Three related lines of evidence sustain the common origin for autoimmune diseases (ADs). First, the clinical evidence corresponding to the kaleidoscope of autoimmunity, which is the co-occurrence of various ADs within an individual or co-occurrence within members of a nuclear family. Second, the physiopathologic evidence indicating that the pathologic mechanisms might be similar among ADs. Lost, the genetic evidence indicating that autoimmune phenotypes could represent pleiotropic outcomes of nonspecific disease genes. The two conditions that better illustrate the kaleidoscope of autoimmunity are multiple autoimmune syndromes and familial autoimmunity. The multiple autoimmune syndromes consist of the presence of three or more well-defined autoimmune conditions in a single patient. The familial autoimmunity is defined as the presence of diverse ADs on multiple members of a nuclear family. Herein, both the multiple autoimmune syndromes and familial autoimmunity are discussed and various epidemiological factors considered in the context of the common genetic background of autoimmunity.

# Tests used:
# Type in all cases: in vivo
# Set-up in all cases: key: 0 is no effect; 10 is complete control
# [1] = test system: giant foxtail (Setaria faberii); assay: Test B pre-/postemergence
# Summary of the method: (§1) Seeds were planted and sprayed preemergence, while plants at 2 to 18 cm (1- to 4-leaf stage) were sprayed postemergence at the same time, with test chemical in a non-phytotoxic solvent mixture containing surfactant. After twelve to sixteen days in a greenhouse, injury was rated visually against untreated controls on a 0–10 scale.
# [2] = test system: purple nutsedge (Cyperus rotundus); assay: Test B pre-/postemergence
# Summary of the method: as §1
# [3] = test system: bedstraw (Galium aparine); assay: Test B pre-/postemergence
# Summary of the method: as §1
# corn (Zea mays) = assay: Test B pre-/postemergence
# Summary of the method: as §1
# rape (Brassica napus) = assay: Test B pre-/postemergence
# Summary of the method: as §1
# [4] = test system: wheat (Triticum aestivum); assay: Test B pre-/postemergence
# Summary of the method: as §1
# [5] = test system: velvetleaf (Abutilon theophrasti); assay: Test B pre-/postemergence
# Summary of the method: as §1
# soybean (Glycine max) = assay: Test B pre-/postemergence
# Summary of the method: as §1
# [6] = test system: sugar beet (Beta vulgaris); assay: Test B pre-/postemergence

All Science Journal Classification (ASJC) codes
- Immunology and Allergy